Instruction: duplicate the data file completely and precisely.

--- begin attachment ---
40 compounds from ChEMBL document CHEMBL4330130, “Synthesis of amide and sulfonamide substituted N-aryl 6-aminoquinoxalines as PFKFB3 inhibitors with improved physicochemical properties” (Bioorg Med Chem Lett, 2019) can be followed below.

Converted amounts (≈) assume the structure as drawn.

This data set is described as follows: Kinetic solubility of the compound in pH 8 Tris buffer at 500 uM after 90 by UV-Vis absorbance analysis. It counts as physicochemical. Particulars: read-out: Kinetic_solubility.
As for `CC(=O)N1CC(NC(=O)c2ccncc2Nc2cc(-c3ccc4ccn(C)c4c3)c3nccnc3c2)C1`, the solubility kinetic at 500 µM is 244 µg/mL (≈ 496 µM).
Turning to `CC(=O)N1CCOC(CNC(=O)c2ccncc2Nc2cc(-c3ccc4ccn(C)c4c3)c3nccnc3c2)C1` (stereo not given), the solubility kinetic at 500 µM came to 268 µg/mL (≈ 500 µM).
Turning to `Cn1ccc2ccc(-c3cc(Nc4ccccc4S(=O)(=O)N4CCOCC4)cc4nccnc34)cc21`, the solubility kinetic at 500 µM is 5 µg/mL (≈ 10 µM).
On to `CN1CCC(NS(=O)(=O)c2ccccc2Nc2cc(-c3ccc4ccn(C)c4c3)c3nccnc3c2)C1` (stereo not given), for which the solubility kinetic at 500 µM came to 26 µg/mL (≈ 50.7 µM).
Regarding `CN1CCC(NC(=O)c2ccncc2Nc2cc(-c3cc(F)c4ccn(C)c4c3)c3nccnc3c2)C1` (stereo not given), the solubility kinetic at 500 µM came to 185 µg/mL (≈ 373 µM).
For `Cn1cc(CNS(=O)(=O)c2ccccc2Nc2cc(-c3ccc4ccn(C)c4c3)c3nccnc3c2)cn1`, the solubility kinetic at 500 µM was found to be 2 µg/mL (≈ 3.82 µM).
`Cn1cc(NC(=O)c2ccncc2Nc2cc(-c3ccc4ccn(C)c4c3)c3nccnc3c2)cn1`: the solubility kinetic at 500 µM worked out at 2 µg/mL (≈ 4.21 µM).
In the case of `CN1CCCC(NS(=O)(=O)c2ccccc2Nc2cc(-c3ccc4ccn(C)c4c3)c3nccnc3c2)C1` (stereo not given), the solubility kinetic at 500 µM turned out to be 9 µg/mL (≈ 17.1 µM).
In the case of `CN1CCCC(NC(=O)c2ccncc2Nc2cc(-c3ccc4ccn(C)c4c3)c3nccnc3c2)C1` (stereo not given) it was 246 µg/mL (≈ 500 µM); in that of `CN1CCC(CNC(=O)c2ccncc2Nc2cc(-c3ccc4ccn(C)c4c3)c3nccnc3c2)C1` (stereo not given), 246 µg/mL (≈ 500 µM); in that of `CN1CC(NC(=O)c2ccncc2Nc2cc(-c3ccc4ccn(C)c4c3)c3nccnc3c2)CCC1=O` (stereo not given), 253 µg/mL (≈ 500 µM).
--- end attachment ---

40 compounds from ChEMBL document CHEMBL4330130, “Synthesis of amide and sulfonamide substituted N-aryl 6-aminoquinoxalines as PFKFB3 inhibitors with improved physicochemical properties” (Bioorg Med Chem Lett, 2019) can be followed below.

Converted amounts (≈) assume the structure as drawn.

This data set is described as follows: Kinetic solubility of the compound in pH 8 Tris buffer at 500 uM after 90 by UV-Vis absorbance analysis. It counts as physicochemical. Particulars: read-out: Kinetic_solubility.
As for `CC(=O)N1CC(NC(=O)c2ccncc2Nc2cc(-c3ccc4ccn(C)c4c3)c3nccnc3c2)C1`, the solubility kinetic at 500 µM is 244 µg/mL (≈ 496 µM).
Turning to `CC(=O)N1CCOC(CNC(=O)c2ccncc2Nc2cc(-c3ccc4ccn(C)c4c3)c3nccnc3c2)C1` (stereo not given), the solubility kinetic at 500 µM came to 268 µg/mL (≈ 500 µM).
Turning to `Cn1ccc2ccc(-c3cc(Nc4ccccc4S(=O)(=O)N4CCOCC4)cc4nccnc34)cc21`, the solubility kinetic at 500 µM is 5 µg/mL (≈ 10 µM).
On to `CN1CCC(NS(=O)(=O)c2ccccc2Nc2cc(-c3ccc4ccn(C)c4c3)c3nccnc3c2)C1` (stereo not given), for which the solubility kinetic at 500 µM came to 26 µg/mL (≈ 50.7 µM).
Regarding `CN1CCC(NC(=O)c2ccncc2Nc2cc(-c3cc(F)c4ccn(C)c4c3)c3nccnc3c2)C1` (stereo not given), the solubility kinetic at 500 µM came to 185 µg/mL (≈ 373 µM).
For `Cn1cc(CNS(=O)(=O)c2ccccc2Nc2cc(-c3ccc4ccn(C)c4c3)c3nccnc3c2)cn1`, the solubility kinetic at 500 µM was found to be 2 µg/mL (≈ 3.82 µM).
`Cn1cc(NC(=O)c2ccncc2Nc2cc(-c3ccc4ccn(C)c4c3)c3nccnc3c2)cn1`: the solubility kinetic at 500 µM worked out at 2 µg/mL (≈ 4.21 µM).
In the case of `CN1CCCC(NS(=O)(=O)c2ccccc2Nc2cc(-c3ccc4ccn(C)c4c3)c3nccnc3c2)C1` (stereo not given), the solubility kinetic at 500 µM turned out to be 9 µg/mL (≈ 17.1 µM).
In the case of `CN1CCCC(NC(=O)c2ccncc2Nc2cc(-c3ccc4ccn(C)c4c3)c3nccnc3c2)C1` (stereo not given) it was 246 µg/mL (≈ 500 µM); in that of `CN1CCC(CNC(=O)c2ccncc2Nc2cc(-c3ccc4ccn(C)c4c3)c3nccnc3c2)C1` (stereo not given), 246 µg/mL (≈ 500 µM); in that of `CN1CC(NC(=O)c2ccncc2Nc2cc(-c3ccc4ccn(C)c4c3)c3nccnc3c2)CCC1=O` (stereo not given), 253 µg/mL (≈ 500 µM).